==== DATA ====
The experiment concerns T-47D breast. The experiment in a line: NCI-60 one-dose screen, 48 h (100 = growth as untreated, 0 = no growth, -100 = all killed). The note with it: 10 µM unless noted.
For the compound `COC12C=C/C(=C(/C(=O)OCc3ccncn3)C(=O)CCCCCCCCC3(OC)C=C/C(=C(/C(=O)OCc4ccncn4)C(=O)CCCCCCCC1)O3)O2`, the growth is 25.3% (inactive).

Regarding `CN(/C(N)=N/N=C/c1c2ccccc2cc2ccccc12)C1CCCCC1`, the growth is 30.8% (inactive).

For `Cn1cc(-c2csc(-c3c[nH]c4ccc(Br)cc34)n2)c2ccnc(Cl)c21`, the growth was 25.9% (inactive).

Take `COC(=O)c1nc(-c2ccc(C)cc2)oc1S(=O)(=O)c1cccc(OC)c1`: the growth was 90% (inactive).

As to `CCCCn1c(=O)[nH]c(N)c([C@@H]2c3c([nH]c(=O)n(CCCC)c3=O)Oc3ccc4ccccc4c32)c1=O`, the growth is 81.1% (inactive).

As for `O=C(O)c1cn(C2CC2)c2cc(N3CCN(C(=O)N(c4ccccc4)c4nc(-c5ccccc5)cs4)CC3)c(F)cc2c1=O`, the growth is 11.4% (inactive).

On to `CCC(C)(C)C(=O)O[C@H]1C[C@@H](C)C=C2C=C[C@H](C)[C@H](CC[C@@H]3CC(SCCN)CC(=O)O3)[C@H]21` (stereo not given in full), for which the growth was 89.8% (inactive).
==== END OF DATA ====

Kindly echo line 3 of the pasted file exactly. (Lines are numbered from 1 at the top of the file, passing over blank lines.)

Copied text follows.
Regarding `CN(/C(N)=N/N=C/c1c2ccccc2cc2ccccc12)C1CCCCC1`, the growth is 30.8% (inactive).